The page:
"The safety of using Elidel cream for a long period of time is not known," concedes www.elidel.com, a website sponsored by Novartis.
More is known about the short-term effects of Elidel. Unfortunately, the news isn't good: "a very small number of people who have used Elidel cream have had skin cancer or lymphoma," states www.elidel.com.
The U.S. Food and Drug Administration (FDA) approved Elidel for use in December 2001. The product came as welcome relief for eczema—a nasty skin rash that turns flesh dry, itchy and red and affects a large number of people.
"Eczema or atopic dermatitis is one of the most common skin disorders seen in infants and children, affecting 10 to 15 per cent of the childhood population," states the FDA.
A few years after approving the drug, the FDA decided there was a cancer-risk associated with Elidel. In a public health advisory published in March, 2005 (an advisory that was also aimed at Protopic, another anti-eczema product made by Japanese company Astellas), the FDA recommended that Elidel only be used as a "second-line agent for short-term and intermittent treatment of atopic dermatitis (eczema) in patients unresponsive to, or intolerant of, other treatments."
Adults or children with weakened immune systems were advised to avoid the drug. The FDA also urged parents not to use Elidel on kids younger than two years old.
"The effect of Elidel on the developing immune system in infants and children is not known," explained the agency's public health advisory. "In clinical studies, infants and children younger than two years old treated with Elidel had a higher rate of upper respiratory infections than did those treated with placebo cream."
In addition to possibly hurting people's immune systems, the FDA admitted that Elidel might also be carcinogenic.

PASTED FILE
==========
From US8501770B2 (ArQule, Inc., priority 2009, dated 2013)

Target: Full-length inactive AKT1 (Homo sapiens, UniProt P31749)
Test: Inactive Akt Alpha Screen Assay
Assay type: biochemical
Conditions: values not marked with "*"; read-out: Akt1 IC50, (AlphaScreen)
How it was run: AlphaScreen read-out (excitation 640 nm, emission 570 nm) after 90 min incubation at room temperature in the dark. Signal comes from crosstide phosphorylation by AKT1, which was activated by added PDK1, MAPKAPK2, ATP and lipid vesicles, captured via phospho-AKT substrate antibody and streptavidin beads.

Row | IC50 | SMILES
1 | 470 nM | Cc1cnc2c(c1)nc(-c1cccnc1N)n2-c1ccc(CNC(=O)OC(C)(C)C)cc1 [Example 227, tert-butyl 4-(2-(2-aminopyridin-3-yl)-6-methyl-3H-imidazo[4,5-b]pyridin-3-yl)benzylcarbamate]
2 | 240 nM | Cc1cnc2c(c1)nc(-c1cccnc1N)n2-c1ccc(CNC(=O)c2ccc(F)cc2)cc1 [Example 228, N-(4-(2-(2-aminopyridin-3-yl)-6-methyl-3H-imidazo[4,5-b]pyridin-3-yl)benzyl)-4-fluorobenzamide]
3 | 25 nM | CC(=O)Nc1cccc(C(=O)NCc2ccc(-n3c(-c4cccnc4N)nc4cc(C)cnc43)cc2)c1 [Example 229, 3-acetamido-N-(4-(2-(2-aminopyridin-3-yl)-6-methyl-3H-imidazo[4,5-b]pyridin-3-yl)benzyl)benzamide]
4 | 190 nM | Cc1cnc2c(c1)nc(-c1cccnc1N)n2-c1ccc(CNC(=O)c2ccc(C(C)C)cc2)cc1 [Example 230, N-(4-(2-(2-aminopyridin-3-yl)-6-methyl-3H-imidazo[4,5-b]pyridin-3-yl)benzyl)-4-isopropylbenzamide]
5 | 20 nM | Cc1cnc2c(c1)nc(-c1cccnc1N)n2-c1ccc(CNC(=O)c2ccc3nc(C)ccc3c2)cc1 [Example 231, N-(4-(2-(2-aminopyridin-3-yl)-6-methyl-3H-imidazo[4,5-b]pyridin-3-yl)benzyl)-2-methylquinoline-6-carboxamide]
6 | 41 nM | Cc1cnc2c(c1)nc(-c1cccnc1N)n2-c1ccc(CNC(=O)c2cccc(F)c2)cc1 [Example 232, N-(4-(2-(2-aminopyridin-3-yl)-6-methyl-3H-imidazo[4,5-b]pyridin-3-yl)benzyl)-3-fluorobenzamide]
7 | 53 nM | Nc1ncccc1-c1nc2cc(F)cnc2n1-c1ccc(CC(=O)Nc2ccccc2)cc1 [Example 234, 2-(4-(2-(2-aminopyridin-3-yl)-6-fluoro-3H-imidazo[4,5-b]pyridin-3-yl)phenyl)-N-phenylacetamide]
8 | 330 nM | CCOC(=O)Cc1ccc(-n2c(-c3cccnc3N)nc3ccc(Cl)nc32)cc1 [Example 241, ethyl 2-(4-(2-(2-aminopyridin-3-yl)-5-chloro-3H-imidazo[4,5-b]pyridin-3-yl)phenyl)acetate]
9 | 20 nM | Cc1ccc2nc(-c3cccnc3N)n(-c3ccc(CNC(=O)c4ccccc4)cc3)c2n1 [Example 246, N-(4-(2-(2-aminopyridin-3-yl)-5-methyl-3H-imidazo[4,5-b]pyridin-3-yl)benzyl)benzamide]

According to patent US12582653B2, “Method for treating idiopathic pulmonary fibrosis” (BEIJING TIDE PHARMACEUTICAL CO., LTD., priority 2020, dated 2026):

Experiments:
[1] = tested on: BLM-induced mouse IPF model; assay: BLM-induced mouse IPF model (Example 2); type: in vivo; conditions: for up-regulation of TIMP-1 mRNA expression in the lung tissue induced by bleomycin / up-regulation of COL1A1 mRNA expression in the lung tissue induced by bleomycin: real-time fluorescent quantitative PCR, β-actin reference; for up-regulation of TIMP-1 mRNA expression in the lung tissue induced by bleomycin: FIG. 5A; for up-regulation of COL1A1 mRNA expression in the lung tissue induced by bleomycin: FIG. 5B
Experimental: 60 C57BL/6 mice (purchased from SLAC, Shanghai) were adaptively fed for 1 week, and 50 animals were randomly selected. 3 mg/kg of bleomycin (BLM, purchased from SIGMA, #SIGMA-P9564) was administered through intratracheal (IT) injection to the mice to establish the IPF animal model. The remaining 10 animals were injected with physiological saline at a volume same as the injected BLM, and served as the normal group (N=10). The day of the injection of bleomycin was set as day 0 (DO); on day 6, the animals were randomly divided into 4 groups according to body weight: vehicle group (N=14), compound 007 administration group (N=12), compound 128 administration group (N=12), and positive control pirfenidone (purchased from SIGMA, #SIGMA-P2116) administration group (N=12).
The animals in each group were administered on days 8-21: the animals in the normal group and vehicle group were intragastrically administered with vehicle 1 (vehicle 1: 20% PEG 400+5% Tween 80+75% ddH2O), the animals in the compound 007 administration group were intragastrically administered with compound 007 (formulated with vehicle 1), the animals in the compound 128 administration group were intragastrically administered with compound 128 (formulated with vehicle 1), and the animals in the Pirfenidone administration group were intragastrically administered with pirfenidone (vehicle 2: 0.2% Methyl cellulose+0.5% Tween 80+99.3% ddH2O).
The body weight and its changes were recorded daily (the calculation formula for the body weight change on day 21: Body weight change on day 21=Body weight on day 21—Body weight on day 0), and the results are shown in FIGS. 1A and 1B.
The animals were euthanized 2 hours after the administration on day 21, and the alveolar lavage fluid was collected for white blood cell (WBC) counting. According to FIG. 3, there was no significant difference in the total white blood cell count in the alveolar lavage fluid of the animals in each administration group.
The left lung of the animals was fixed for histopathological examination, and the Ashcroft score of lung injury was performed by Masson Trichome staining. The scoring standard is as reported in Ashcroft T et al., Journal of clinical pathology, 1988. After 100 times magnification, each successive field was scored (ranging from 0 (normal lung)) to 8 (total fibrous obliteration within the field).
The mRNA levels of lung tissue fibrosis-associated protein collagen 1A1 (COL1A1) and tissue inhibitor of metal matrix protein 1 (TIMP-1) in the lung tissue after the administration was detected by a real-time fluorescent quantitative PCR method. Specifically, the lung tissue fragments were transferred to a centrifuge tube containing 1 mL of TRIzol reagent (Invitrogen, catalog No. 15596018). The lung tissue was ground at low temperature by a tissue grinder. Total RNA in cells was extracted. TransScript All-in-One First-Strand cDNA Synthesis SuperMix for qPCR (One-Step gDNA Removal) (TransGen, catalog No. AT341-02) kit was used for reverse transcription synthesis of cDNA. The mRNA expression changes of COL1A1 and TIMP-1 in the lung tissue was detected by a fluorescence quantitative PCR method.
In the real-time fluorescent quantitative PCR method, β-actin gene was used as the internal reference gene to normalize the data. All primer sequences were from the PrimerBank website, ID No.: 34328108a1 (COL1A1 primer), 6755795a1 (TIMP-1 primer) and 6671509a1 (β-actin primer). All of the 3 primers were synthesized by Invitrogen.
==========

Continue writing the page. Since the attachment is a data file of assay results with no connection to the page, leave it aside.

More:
"Animal studies have shown that three different species of animals developed cancer following exposure to [Elidel and Protopic] applied topically, or given by mouth, including mice, rats and a recent study of monkeys," the FDA explained.
"As of December 2004, the FDA had received 10 cases of postmarketing reports linking Elidel with cancer-related adverse events," added the public health advisory. "Four cases occurred in children, three of these in children less than six years old. The other six cases occurred in adults."
In an April 2005 press release, Health Canada (the Canadian equivalent of the FDA) chimed in with its own statistics. "In Canada, there have been two reports of cancer-related adverse events for Elidel," reported the agency.
With all this in mind, the FDA approved tougher warning labels for Elidel (and Protopic) in January 2006. The warning consisted of a black box on the product's packaging that alerted consumers that the drug carried a potential cancer risk.
Problem is, this warning came after Elidel had already been on the market for nearly five years. No wonder lawsuits have started flying against Novartis, for taking years to inform the public that their eczema fighting cream might also cause cancer and respiratory illness.